Wen Says China's Economy in `Good Shape,' Cautions on Property
China’s Premier Wen Jiabao said the world’s fastest-growing economy is in “good shape,” while cautioning that rising property prices threaten to stoke unrest.
“China’s economy is now in good shape, featuring fast growth, gradual structural improvement, rising employment and basic price stability,” Wen said yesterday at the World Economic Forum’s Summer Davos meeting in China’s northern port city of Tianjin.
Rising retail sales and industrial production are stoking demand for imports and boosting global growth, Wen said. At the same time, he said the government will continue to seek to cool the property market because unaffordable housing could affect “social stability” in the world’s most-populous nation and second-biggest economy.
China’s benchmark stock index yesterday rose the most in a week and the yuan advanced to the highest since a peg against the dollar was scrapped in July 2005 as better-than-expected economic data for August eased concern that the government may overshoot in tempering an economy that grew 11.9 percent in the first quarter.
“Economic activity indeed was stronger than expected,” said Wang Tao, an economist for UBS AG, who estimates China will allow the yuan to appreciate a further 2 percent to 3 percent by year-end to ward off pressure from the U.S. and other countries.
If property prices start to rise “in a very obvious way” that may cause the government to implement cooling measures “more quickly,” Wang said.
Industrial production rose 13.9 percent in August from a year before, the most in three months, and retail sales and lending figures exceeded economists’ estimates, statistics bureau and central bank data released Sept. 11 in Beijing showed. Imports also accelerated, another sign Chinese growth is picking up after a second-quarter moderation that came as the country took measures to damp the property market.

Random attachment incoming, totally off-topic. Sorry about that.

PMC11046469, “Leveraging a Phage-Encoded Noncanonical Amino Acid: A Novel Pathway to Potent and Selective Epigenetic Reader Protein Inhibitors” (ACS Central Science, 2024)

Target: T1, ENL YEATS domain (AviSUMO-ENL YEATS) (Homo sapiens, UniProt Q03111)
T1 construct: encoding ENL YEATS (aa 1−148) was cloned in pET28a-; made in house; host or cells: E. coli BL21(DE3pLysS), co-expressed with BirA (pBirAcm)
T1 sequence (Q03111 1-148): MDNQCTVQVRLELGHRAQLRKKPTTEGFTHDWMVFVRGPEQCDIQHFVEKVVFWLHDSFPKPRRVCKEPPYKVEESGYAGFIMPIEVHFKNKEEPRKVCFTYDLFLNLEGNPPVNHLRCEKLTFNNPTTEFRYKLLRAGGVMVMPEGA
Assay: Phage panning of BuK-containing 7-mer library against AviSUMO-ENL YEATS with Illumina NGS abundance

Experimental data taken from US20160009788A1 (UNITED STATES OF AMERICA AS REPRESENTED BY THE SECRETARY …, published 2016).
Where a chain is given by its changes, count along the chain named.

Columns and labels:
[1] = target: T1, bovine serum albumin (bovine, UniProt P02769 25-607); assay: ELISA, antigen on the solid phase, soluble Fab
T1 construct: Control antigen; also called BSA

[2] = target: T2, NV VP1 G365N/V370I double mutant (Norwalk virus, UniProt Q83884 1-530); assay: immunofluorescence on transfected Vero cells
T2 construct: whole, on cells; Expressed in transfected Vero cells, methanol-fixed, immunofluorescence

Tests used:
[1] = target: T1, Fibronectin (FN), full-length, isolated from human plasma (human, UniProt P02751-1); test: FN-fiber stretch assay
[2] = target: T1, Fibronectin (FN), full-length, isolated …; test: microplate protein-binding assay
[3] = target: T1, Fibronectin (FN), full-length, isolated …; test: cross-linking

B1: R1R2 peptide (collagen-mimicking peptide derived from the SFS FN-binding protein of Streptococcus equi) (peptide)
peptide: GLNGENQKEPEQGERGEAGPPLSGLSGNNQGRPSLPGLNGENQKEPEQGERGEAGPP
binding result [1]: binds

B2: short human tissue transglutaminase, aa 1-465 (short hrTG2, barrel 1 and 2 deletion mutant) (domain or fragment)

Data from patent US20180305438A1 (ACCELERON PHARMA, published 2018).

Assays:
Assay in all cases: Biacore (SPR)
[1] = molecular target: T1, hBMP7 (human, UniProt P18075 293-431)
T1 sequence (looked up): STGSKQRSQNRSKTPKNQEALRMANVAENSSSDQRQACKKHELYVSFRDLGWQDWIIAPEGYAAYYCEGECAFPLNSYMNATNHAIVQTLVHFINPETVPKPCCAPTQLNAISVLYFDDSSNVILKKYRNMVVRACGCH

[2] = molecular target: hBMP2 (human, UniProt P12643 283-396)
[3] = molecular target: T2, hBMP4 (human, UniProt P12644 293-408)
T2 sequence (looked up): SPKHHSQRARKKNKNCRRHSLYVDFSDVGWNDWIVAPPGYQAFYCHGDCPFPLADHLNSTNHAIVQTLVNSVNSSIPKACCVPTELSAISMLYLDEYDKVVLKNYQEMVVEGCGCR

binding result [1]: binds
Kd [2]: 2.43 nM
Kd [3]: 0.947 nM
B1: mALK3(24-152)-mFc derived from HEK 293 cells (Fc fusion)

Inflation in China is 1.25 percentage points higher than the benchmark one-year deposit rate, the latest data showed. So- called negative real interest rates often encourage savers to shift money into assets such as real-estate, sparking the risk of bubbles.
“The issue of housing is both an economic issue and more importantly, a major issue affecting people’s livelihood and social stability,” Wen said. “To stabilize housing prices and ensure housing availability is an important responsibility of governments at all levels.”
Wen’s speech addressed the complaints of foreign business groups, including the Beijing-based American Chamber of Commerce in China, over new rules on domestic innovation. International companies have expressed concern these may be used to shut them out of the 700 billion yuan ($103 billion) government procurement market and create national champions at the expense of multinationals such as General Electric Co.
“We will uphold all policies conducive to opening up,” Wen said. "China is committed to creating an open and fair environment for foreign-invested enterprise."
In government procurement “China gives equal treatment” to foreign and domestic companies, he said.
China’s economy has grown more than 90-fold since the late leader Deng Xiaoping initiated economic reforms more than 30 years ago, inviting in foreign companies such as Volkswagen AG and American International Group Inc. to help modernize the country. China’s gross-domestic product surpassed Japan’s in the second quarter and was second only to the United States.
Wen’s appraisal yesterday comes after he said June 30 that China’s economy was headed in the right direction. Growth in the second quarter slowed to 10.3 percent from 11.9 percent in the first three months of the year after the government increased requirements for mortgages and halted loans for third homes to rein in gains in home prices.
China will also push forward its energy-saving and environmental protection efforts and accelerate reform of income distribution in the nation, he said.
--Michael Forsythe, Henry Sanderson. With assistance from Li Yanping and Nerys Avery in Beijing, Stephen Engle in Tianjin, Ben Richardson in Hong Kong, Alfred Cang and Greg Turk in Shanghai. Editors: John Liu, Josh Fellman